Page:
When trying to get a new company off the ground, it’s easy to lean toward the idea of finding a celebrity to endorse your product or service. While this absolutely can be an effective marketing tactic, finding the right celebrity for your brand is a monumental hurdle to jump. Celebrities can add a lot of value to a burgeoning business, but the wrong partnership can lead to widespread embarrassment and actually devalue your brand.
Knowing that, here are five things to consider when deciding on a potential celebrity for endorsement:
- Don’t pick just any celebrity
As an entrepreneur starting a new business, it can be tempting to just latch onto any celebrity who offers his or her services as a potential endorsement partner. There are, for example, plenty of former ’80s and ’90s television stars and athletes just itching for extra work these days. But someone who has lost his or her relevance is not going to help expand your brand. Be patient, scout plenty of potential options and make the most informed decision possible when agreeing on a celebrity to endorse your product.
- Make sure your brand is well represented
While no one can predict the future, there are clearly some celebrities that offer huge risks even though they might also provide wide appeal.
Back in 2013, for example, pop singer Beyonce was heavily criticized for taking on a US$50 million endorsement deal with Pepsi after already agreeing to be part of Michelle Obama’s Let’s Move fitness campaign. Both Beyonce and Pepsi took heat for this, specifically because she misrepresented either one of her products or both of them.
Further, athletes such as Kobe Bryant and Tiger Woods were surest things in the world when Nike first signed them, but scandals later in their careers proved to be a black eye to the brands whose products they endorsed.
- Be prepared to pay for good ones.
The bigger the star, the more expensive they are going to be, but sometimes, if your idea is good enough, you may be able to work out a deal in which a celebrity may actually get some equity in the business in exchange for his or her contributions to the marketing side of things.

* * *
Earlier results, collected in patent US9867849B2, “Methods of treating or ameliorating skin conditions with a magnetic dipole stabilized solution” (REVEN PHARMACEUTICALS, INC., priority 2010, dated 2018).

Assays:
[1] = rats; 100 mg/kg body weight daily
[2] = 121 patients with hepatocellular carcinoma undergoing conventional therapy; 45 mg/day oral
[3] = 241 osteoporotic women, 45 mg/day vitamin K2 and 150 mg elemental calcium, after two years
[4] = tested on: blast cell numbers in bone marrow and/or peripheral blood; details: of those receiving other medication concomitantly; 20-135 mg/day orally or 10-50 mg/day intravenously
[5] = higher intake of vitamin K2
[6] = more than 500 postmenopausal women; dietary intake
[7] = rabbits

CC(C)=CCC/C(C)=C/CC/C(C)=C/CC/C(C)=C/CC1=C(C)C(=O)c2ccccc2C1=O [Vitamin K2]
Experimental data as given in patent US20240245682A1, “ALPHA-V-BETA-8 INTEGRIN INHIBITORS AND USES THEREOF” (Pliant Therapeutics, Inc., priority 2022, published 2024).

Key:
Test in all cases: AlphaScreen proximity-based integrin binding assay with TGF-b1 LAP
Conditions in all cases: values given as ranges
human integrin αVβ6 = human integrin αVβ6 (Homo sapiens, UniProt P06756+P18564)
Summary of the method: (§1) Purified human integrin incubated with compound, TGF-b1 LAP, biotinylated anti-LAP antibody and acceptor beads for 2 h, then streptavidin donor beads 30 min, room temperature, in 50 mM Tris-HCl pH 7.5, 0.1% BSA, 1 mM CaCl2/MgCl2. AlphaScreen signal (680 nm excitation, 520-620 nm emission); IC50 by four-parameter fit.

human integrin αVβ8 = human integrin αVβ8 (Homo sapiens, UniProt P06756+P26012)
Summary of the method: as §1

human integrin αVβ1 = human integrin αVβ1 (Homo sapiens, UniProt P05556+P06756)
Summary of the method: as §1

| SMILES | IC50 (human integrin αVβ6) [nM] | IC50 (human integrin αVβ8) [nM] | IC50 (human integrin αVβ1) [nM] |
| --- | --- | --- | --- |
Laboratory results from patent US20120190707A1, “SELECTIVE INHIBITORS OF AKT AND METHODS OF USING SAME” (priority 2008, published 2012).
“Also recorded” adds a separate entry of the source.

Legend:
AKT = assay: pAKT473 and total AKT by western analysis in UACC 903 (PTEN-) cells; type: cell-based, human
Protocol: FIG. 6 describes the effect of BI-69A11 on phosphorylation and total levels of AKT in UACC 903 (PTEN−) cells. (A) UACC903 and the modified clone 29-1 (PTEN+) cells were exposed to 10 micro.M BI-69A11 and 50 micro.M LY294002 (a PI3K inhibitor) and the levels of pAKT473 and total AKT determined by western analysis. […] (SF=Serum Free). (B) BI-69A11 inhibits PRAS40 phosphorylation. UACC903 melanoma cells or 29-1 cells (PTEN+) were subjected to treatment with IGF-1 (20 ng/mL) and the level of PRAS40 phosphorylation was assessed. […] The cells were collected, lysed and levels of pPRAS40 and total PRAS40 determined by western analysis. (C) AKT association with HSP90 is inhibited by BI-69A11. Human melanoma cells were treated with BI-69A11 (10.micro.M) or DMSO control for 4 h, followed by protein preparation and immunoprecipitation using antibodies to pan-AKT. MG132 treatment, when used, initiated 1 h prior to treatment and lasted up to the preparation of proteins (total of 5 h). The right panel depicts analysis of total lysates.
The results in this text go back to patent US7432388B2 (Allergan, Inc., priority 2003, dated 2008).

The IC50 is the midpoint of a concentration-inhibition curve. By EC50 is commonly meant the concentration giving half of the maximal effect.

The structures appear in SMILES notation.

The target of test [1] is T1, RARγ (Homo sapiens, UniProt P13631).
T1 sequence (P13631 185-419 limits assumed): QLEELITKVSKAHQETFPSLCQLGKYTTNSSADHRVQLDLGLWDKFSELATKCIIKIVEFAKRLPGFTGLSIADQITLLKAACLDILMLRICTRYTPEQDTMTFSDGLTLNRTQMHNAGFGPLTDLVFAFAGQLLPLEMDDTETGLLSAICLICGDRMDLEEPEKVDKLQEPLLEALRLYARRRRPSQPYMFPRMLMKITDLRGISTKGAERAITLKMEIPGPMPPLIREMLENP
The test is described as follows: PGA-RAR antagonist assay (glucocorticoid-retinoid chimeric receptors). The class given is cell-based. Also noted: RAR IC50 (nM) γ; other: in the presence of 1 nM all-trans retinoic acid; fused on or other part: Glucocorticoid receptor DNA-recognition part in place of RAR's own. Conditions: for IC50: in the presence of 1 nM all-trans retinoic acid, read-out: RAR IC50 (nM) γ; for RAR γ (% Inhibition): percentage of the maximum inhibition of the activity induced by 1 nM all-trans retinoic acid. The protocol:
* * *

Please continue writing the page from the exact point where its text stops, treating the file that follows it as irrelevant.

New York entrepreneur Ali Abdullah, for example, developed a smartphone app called Claim it!, which gives away prizes to users in exchange for watching 15-second ads. The idea was good enough to actually draw in former NBA star Al Harrington not only as an endorsement partner, but as an investor, while former Cleveland Browns wide receiver Nate Burleson also joined on as an advisor. Both athletes are well-respected and likeable, but it was a piece of the company that truly got them invested in the product. Sometimes, that’s what it takes to bring aboard respected names.
- Be aware of a celebrity’s reach
It is surprising sometimes which celebrities actually reach the most people. Those with a strong social media presence could be more valuable to your brand than those that stay away from Twitter and Instagram, even if they have a generally less recognizable public persona or thinner resume. If the fan base is strong, especially online, there’s big value in that, particularly when targeting that all-important millennial consumer base.
- Make sure the celebrity will stay involved
Whether or not the celebrity endorsing your brand has equity in the company, it is important to encourage them to actually stick with the program and be reliable in taking advantage of personal connections while remaining active on social media to the business’ advantage. Part of that is finding a celebrity with character and work ethic, and part of that is compensating them fairly. The bottom line, though, is that it’s important to make sure that the celebrity actually works to improve your visibility, not just collect a check.
There is no question that celebrity endorsements work, especially for new businesses that need increased visibility quickly, but not just any celebrity will do. Choosing the right one requires careful consideration because as wonderful as a good celebrity endorsement can be, a bad one can be equally hurtful. So choose wisely, and hope that any famous person pushing your product is sincere, reliable and, most important, marketable.